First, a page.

Caryn discusses several recent articles in the news covering the Great Barrier Reef, Rebooting our Food System, Mammograms and Breast Cancer Awareness Month.
Caryn Hartglass: Hi everybody! I’m Caryn Hartglass, and it’s time for part two of It’s All About Food. And it is almost all about food. I was just talking here with my friend, I mentioned my friend Josée is here from France, and she mentioned a very good point in the last 30 seconds, and that was food is important, but there are a lot of other things that contribute to disease and that’s our very dirty environment. Our environment is filled with all kinds of toxic chemicals and it’s different in different regions, in where we live, our water unfortunately. Many water sources are not clean. Our soils, for overgrowing with pesticides and herbicides and petrochemical fertilizers our soils are not alive, and they need to be alive with healthy bacteria and small living beings, insects, in order to grow what we need, nutritious healthy plant food. So there’s… there’s really a lot that is part of health, we cover a lot of that here on this program, and I think that goes right into very well with the first topic I wanted to talk about on the second part of this program, and that is the Great Barrier Reef of Australia. A lot of people have talking in the last week about an article that’s been going around, which had another sensational title. I talked about how Dr. McDougall’s book, The Healthiest Diet on the Planet, is somewhat sensational because there are many different kinds of plant-based diets, and is one really superior to another? Even in the whole foods plant based diet, there are many variations. Is one healthier than the other; I don’t know that we know that. So, moving to another sensational title, there was an article that came out that said, “The Great Barrier Reef of Australia passed away in 2016 after a long illness. It was 25 million years old.” And it’s a heartbreaking article, but it’s a bit of satire, it’s not true. The Great Barrier Reef is still with us, it’s just not as healthy as it used to be, but the article touches on many, many important issues, one that when temperature rises too high, the algae in the water produces too much oxygen and it becomes toxic in high concentrations. The coral there must eject the algae to survive and without the algae the coral turns white, which is called bleaching, and it begins to starve. So this happens with the rise in water temperature and we know our oceans are getting warmer. It also happens because the oceans are taking in more carbon dioxide, and that makes the water more acidic, and that also threatens the coral. So this lovely area, the Great Barrier Reef, a wonderful place where many people like to go and scuba dive, and do all kinds of water activities, it’s really a stunning, lovely place. I haven’t been there yet, and I would like to visit, Jose’s been there, she’s telling me, but it hasn’t passed away yet. But the point is, sensational titles get our attention, and there so much going on in the news today that it’s so easy to, I know when I get all my emails I just go, delete, delete, delete, delete, delete. I don’t have time to process most of the things that come in, and there are so many different blogs and newspapers, check your Facebook page and all the timelines that are going on, there’s just so much information. It’s the ones that have sensational titles that people start talking about, so I’m not surprised that this satirist chose, “The Great Barrier Reef of Australia passed away in 2016 after a long illness. It was 25 million years old.” as a title, and the author ends the article saying that, “the Great Barrier Reef was predeceased by the South Pacific’s coral triangle, the Florida Reef, off the Florida Keys, and most other coral reefs on Earth. It is survived by the remnants of the Belize Barrier Reef, and some deep water corals. In lieu of flowers donations can be made to Ocean Ark Alliance.” It’s cleverly written, but the point is we have a problem, and when the ocean goes, there’s really no life anywhere because the ocean supplies us with oxygen. The ocean supplies us with a lot of temperature control. It supplies us with all kinds of life and balance, there’s a balance between the water and the ground and the air. So, we’re doing a lot of damage, and what do we say here on It’s All About Food about what causes a lot of that damage, certainly, quote, progress, civilization, 7 billion people on the planet, but a lot of it is what we eat, and a lot of it is the animals that we raise for food. And as there are more people on the plant, and more people consuming animals we have to unfortunately concentrate those animals in small spaces that we call factory farms, and it’s very inefficient to grow plants to feed these animal, to make food for humans, and we’re learning more and more about the devastating impact it has on the environment. It’s not only horrifically cruel, and it’s not only bad for our health as Dr. McDougall was telling us earlier, it’s devastating on the environment and a lot of it, even though what we’re doing on land, it connects to what’s going on in the ocean. And we see it unfortunately in beautiful places like the Great Barrier Reef, and I hope that at some point we are able to turn this around because I would really like to visit it sometime. I don’t have any plans to go there any time soon but I’d like it to be there and in a beautiful, healthy state when I do get to visit. There’s another article, it’s kind of connected to all of this, that came out recently called, “Rebooting the Food System”, and it’s reporting that there’s a new global collaboration between Eat Foundation, I’ve mentioned the Eat Foundation before, I recently went to their conference at the UN a few weeks ago called Eat X, and they are collaborating with the Jamie Oliver Food Foundation and the United Nations Food program, and they’re taking aim at obesity, hunger, climate change, and environmental degradation all together. It’s a good article. I smile when I read it because they’re mentioning issues that people like myself, people like Dr. John McDougall and many people I’ve had on this program, have been talking about for decades, decades. We’ve had numerous opportunities to make change to reboot the food system, to do things that are radical, but it takes a long time for people to get the message, for people to understand the message, and unfortunately things need to get dramatic, things need to get sensational before we want to get off our butts and do something about it. So I want to look at the positive side, and some of the things they mentioned in this article are talking about how many people have food instability, food insecurity, malnutrition and hunger haunt 1 in 9 of us, and at the same time we’re overweight. Obesity has nearly doubled since 1980. A staggering 30% are now overweight or obese, and at the same time, all these crazy things are happening all at once, so much food is wasted, I know here in Manhattan alone how much food is wasted, I participated in a number of dumpster dives a few years ago, and at 10, 11 pm at night, all this food is put out in plastic bags on the streets, bakeries put out perfectly good bread because they can’t sell it the next day, it has to be freshly baked. Huge green garbage bags filled with bagels. Now, I don’t eat bagels, they’re made with refined flour, but it drives me crazy when I see this food, food that can nourish so many people, being put out on the street, and then there’s the waste that happens in your own refrigerator. I know I cry if there’s something that goes bad in our house. I use everything. I don’t let anything go bad, and when it does, I feel really sad. The best thing to do with food waste, if you have it of course, is to put it in compost so those nutrients can get back into the soil, but for the most part that’s not what we’re doing. So waste is definitely an issue, and the article continues and says, “we’re polluting ourselves”, we just covered that. What’s interesting is they say, “one third of the greenhouse gasses that drive climate change are from agriculture production and the livestock industry alone account for almost 15% of all human caused emissions.” Now we’ve talked about this many times on the program, and that number is really loose. It’s really hard to nail down what the exact figure is, but what we do know is animal agriculture is toxic, to eat animals foods, and what the industry is doing to our environment, it’s a filthy business. And it says, “we’re running out of band-aid solutions,” now in my mind, the only solution, and they mention it right here in the article, it’s pointing towards healthy plant based diets. They say, “low in meat, animals products, and processed foods.” I would like to say none, but okay let’s say low, really low, because people don’t know how to… how to calibrate that. When you say a little is okay, sometimes the floodgates open and they eat a lot because they said, “Oh this doctor said it was okay to have a little.” What is “a little”? “A little” is really not very much, so maybe three to six ounces of animal food a week maybe, not a lot. Dr. Joel Fuhrman says less than 10% of your calories, and he’s really encouraging a 100% plant based diet but if people want to eat animal foods he gives you a number, but still people really don’t know how to calculate those things. Okay, and they also mention in this article it’s a huge business opportunity. That’s an interesting topic. I would like to believe that there is a way for many people to profit so that investors see an opportunity in growing healthy, organic food. Right now what I see as I mention earlier, is the businesses that are making processed plant foods to replace animal foods, it’s clever, it’s better than growing animals for foods, so we’re starting to see many, many plant milks, rather using the cow or the goat to get milk, or replacing the animal and using plant ingredients to make an essentially similar product. There’s even a company, I haven’t tried it yet, that makes milk from peas and it’s supposed. Through some sophisticated process, taste just like cow milk, which in my mind, isn’t a good thing cause I don’t like the taste of cow milk, but’s supposed to have casein and whey, the component in cow milk that we know aren’t good for us, so I’m kind of confused about that one. And then there are businesses that are making lots of plant-based meats. The thing that I find interesting, I’m not really a fan of the newest plant based meats, you’ve heard it here. I don’t really like the Beast burger, I don’t… I’m not fond of Impossible Foods’ Meats, Gardein is okay. The ones that I like are the foods that you find, and not all of them, but there are some products sold by May Wah here in New York City. Plant based meats that are made by monks in Taiwan, and they’ve been doing it for a really long time based on a century old recipe, and I find these are tastier and they’ve been around a long time and it’s not sexy. Investers like these new companies that are popping up that are kind of recycling information and that we’ve been putting out for a long time, and making variations on products that have been out for a very long time. And that’s where the money is. So you got to go where the money is. We need a complete reboot, as that article is talking about, a reboot of the system, and that will include how we make profits so that means a complete reboot of our subsidies system that provides incentives and tax breaks and money to the farmers that are making foods for animal feed, soy, alfalfa, corn, primarily grown to feed animals to feed people and those benefits, those incentives need to go to growing organic plant food for human beings in more efficient and effective ways, and I would like to see the big agribusiness giant farms broken up into smaller farms, let’s bring farming back. It’s coming back in little pockets but it needs to be sexy, it needs to be respected, we’re no where without food and our farmers need to be given a big boost and it shouldn’t be that difficult to grow food, and there are more people starting organic farms, not organic farms, urban farms. I love this idea of growing gardens all over the city, not only is it great to grow healthy food this way, but it’s beautiful to look at. Which reminds me of an article that I wanted to bring up, I was going to bring it up later, cause I wanted to end on a happy note but… I’m going to bring it up now. In terms of adding greenery how important it is for all of us human beings, I just found an article, and actually Jose, my guest, who’s sitting with me, was her son her posted it on Facebook and I saw it and I grabbed it and I loved it. And the article, it talks about the Japanese practice of forest bathing, and it is scientifically proven to improve your health. So now they have studies that show if you sit amongst trees, in a woods, it is healthy, it is beneficial, it can lower your heart rate and blood pressure, it can reduce stress hormones production, it can boost the immune system and improve overall feelings of well being. Take a walk in the parks, and parks, even urban parks like the beautiful one we have here in Manhattan, Central Park, or the Queen’s Forest Coronado Park, which I was surprised to find out is bigger than Central park not too long ago, anywhere where you can find lots of trees, sit amongst them. It’s good for you, and breathe! I love talking about breathing and breathing in the woods is a delightful experience and it really doesn’t cost anything, just some time. So if you’re curious about it, you can just Google, “forest bathing”, there are actually meet up groups that bathe in the forest together. I like that. Whew! Okay. So, another article I picked out to just briefly mention, it’s on the website www.foodnavigator-usa.com. The article is, “Do you eat meat? What about animals? Scientists slice open a carnivore’s paradox.” Basically the article talks about the further away we get from seeing the animal, the more we’re likely to not mind eating. So when we see body parts of chickens for example, wings and breasts wrapped up hygienically in plastic, we don’t feel so bad. We feel worse apparently according to these studies, it’s not true of everyone and I know that, but let’s say you go to a luau or something and you see a pig roasting with its head, your less likely to want to eat that pig meat than if you were offered it without the head. So this is based on studies that they’ve done, the further away we get from acknowledging the meat on our plate is an actually sentient feeling, living being, the more we don’t mind eating it. Now people will say that if factory farms had glass walls people wouldn’t be eating meat, and I would really like to believe that’s true. I don’t believe it’s true for 100% of us. But, if more of us realized where our food is coming from and how it’s made and decide to take the more compassionate path, the healthier path, the more environmentally friendly path, and choose more plant foods, I like to think that we’re all sheep and we go with the masses, so we’re just waiting for that tipping point to move the masses towards more plant eating and less meat eating. Now one last thing in this article that I have to mention is the terminology. Language is so important and marketing is so good at manipulating our language. So a popular term is “harvesting”, “meat harvesting”, and more people are using the word “harvesting”, instead of “killing” or “slaughtering”. It sounds, it sounds so nice and natural and harmless and something that goes with the cyclical nature of life, but it’s not. Harvesting is not, when we’re talking about meat harvesting we’re talking about taking the life away from sentient beings that want to raise their families, raise their babies, live with their friends and families, and grow and live and range, roam the earth and do what they like to do, be it roll in the mud and the dirt and the leaves and peck at themselves and each other, and they have a right to do that. Okay, last thing, what month is this everybody? Okay if you’re listening now or listening soon in the future it’s October, and October is pink month! It’s Breast Cancer Awareness month, you know how I feel about this right. We don’t need any more awareness about breast cancer. We all know about cancer. In fact I remember when I was a little girl, my sister and I were very aware of cancer, specifically when it came to cigarette smoking. Somehow we got, we were really scared about cancer and cigarette smoking, I don’t know how we got it, but that c-word, that cancer was really scary to the point where we would have, we would put on little shows in our backyard and charge like 10 cents, 25 cents, I don’t know back then, to raise money for cancer research. But it was something; the fear of cancer has been with us for a long time. What I don’t understand is why the fear of heart disease is not the same. Does anybody have that answer? Cancer seems so frightening and yet heart disease, it doesn’t seem as scary. And the thing about heart disease that we all know, heart disease is preventable; heart disease is reversible if you catch it in time, that’s nice. So maybe that’s why we’re not as afraid of it, but it’s not really keeping many people from getting heart disease themselves. Cancer seems a little more mysterious. We certainly know that, I would say upwards 60% maybe more of the cancers that people are being diagnosed with today are preventable. A large amount of cancer is preventable. Then, there’s a certain percentage that’s a mystery. What I would like to see is that with people jumping on this plant based whole foods bandwagon we all get a lot healthier, and then the remaining diseases that exist we can focus our help, our research dollars on the real mysteries out there, not the diseases that we cause. We spend so much trying to figure out how to cure diabetes. We know how to cure it. We know how to prevent it. We know how to reverse it. It’s a diet disease. Now cancer’s a little more mysterious. Okay so October’s Breast Awareness month. I know I’ve heard from my health insurance company to get my mammogram. I want to say that I have never had a mammogram, and I hope that I never will. There’s a lot of controversy around mammograms, and there’s a new study that just came out, and it was published a few days ago in the New England Journal of Medicine by some researchers at Dartmouth, specifically Dr. H Gilbert Welch, a physician at Dartmouth. There’s a wonderful little YouTube video that I recommend watching, he really does an excellent job of putting in layman terms, easy to understand terms, what their research was about, and what their findings were. So the findings are kind of confusing, but basically the improvements that we’ve seen in breast cancer with improvements in mortality, decreased mortality, have been primarily because of treatment. The treatment options have improved, or so says Dr. H Gilbert Welch, and I will agree that the treatment options have improved, maybe not improved in the way that I would like to see because I don’t think women should have to go through the things that they go through in order to get to a point where they’re in remission, and the disease is gone. But what has not helped, according to this study, are the mammograms. So they try and interpret the data and basically the data has told us that mammograms haven’t really contributed very much. Now it’s kind of hard to parse out and if you want to listen to his YouTube video you can do that. I just want to highlight a few things that he said. As I mentioned, “Falling breast cancer moralities is largely the result of improved treatment, and while screening mammography helps some women by advancing the time of diagnosis for cancer, is destined to become larger. More often it identifies women with small cancers that would have otherwise never bothered them. Now the interesting thing about many of these small cancers is that if we know about them or if we don’t know about them we can manage them because they’re slow growing. Many of them are not aggressive, many of them are slow growing, and when we move to a healthier diet of foods that boost our immune system, anti-cancer fighting foods, we can take care of those. A lot of people talk about how we always have cancer in our bodies but immune system is able to manage them. The thing is our medical industry likes to make cancer scary, wants us to sign up for more diagnosis and to find more stuff, and unfortunately many women are being over diagnosed and being treated for things that they don’t necessarily have to be treated for. Now he makes an important point, “Screening mammography is a choice, women who feel good about screening can feel good about continuing it, and for those who do not can feel equally good about not pursuing it.” It really is a choice, if you found something that’s bothering you, you might feel better to have a test to see if there’s something there, or choose some of the other tests that are out there. There are a number, ultrasound in this country; unfortunately there are other methods that haven’t been approved by our FDA. And that’s that. So, we talked about a lot today, haven’t we? Are you digesting that well? I hope so! If you have any comments and questions about today’s program or anything about food you can contact me at firstname.lastname@example.org, and you can find me at www.responsibleeatingandliving.com, that’s where I live, and check out my blog, daily blog, What Vegan’s Eat, if you’re new to this program and new to plant based eating, I post everyday what I eat. It’s real food. I’m not lying, I’m not making it fancy, it’s just my breakfast, lunch, and dinner, it’s real, and sometimes I link to recipes to be helpful. Thank you so much for joining me and for caring about food! Have a delicious week!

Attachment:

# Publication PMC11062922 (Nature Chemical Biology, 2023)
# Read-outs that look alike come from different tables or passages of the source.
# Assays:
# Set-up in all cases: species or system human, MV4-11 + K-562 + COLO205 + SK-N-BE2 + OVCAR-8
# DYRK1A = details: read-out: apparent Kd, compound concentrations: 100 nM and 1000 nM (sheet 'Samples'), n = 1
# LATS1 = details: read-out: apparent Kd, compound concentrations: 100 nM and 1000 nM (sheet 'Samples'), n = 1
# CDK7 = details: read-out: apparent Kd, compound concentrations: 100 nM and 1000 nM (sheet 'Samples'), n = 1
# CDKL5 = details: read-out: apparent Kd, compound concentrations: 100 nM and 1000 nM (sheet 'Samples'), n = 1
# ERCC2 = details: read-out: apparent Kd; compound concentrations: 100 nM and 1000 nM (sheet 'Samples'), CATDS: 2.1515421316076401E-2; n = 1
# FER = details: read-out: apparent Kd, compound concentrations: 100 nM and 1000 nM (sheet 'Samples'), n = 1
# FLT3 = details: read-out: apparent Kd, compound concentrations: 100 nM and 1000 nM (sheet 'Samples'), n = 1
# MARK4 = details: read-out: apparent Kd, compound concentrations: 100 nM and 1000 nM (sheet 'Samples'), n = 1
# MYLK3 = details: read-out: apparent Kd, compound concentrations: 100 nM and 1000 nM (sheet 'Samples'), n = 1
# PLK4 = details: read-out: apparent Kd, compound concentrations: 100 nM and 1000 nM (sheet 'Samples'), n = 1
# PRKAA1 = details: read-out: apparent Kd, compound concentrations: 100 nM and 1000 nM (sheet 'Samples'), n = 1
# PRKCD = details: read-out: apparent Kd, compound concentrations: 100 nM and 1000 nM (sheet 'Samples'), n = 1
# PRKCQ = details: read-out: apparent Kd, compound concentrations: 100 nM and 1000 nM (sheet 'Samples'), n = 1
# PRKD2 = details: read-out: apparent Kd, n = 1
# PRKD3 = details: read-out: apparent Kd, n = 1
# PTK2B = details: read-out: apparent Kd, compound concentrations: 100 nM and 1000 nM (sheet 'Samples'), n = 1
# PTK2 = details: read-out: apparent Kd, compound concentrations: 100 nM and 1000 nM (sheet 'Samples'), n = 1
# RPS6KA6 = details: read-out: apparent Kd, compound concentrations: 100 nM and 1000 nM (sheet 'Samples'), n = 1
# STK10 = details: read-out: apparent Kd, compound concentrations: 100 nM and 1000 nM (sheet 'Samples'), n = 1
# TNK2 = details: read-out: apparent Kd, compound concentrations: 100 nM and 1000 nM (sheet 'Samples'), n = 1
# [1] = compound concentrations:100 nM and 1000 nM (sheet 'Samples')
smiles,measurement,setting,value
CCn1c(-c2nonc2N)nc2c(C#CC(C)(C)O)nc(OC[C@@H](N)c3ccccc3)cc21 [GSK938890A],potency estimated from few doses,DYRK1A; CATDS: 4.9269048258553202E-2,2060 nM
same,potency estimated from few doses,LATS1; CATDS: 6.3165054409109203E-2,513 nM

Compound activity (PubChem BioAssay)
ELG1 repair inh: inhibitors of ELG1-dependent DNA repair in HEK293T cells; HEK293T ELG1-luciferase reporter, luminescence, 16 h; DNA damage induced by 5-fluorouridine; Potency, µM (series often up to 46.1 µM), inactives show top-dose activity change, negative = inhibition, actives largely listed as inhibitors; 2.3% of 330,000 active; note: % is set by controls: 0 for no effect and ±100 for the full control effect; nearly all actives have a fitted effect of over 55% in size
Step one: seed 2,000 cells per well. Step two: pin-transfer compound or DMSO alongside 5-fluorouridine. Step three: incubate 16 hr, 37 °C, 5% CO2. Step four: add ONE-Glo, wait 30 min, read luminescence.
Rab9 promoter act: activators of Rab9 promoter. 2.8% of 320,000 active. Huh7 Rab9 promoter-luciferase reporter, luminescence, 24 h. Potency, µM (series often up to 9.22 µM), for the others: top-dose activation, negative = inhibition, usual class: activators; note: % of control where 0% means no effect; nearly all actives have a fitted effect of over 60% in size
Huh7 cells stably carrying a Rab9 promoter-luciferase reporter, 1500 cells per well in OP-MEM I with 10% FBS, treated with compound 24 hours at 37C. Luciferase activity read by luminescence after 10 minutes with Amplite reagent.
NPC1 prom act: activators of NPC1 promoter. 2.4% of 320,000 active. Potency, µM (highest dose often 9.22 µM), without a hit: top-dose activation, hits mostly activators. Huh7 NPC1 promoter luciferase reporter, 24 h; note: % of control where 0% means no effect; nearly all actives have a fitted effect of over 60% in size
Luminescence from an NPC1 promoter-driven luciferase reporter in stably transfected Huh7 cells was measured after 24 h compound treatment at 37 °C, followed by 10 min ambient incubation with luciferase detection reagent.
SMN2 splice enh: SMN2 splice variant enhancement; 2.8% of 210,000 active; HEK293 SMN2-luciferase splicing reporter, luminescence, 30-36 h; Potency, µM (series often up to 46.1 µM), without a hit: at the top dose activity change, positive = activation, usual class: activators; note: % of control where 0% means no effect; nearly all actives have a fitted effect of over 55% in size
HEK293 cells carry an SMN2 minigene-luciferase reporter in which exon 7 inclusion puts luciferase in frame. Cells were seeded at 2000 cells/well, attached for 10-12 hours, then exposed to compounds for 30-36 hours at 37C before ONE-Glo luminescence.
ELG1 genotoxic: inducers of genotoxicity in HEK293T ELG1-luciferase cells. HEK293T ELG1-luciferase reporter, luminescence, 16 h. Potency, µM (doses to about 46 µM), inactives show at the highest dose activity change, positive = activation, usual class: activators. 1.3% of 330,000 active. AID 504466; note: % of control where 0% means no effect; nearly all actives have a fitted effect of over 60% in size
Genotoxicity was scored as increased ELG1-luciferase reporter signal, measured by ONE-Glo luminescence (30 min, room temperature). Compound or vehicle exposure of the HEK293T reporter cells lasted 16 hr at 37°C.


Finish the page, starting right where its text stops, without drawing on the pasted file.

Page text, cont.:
Transcribed by Zia Kara 12/6/2016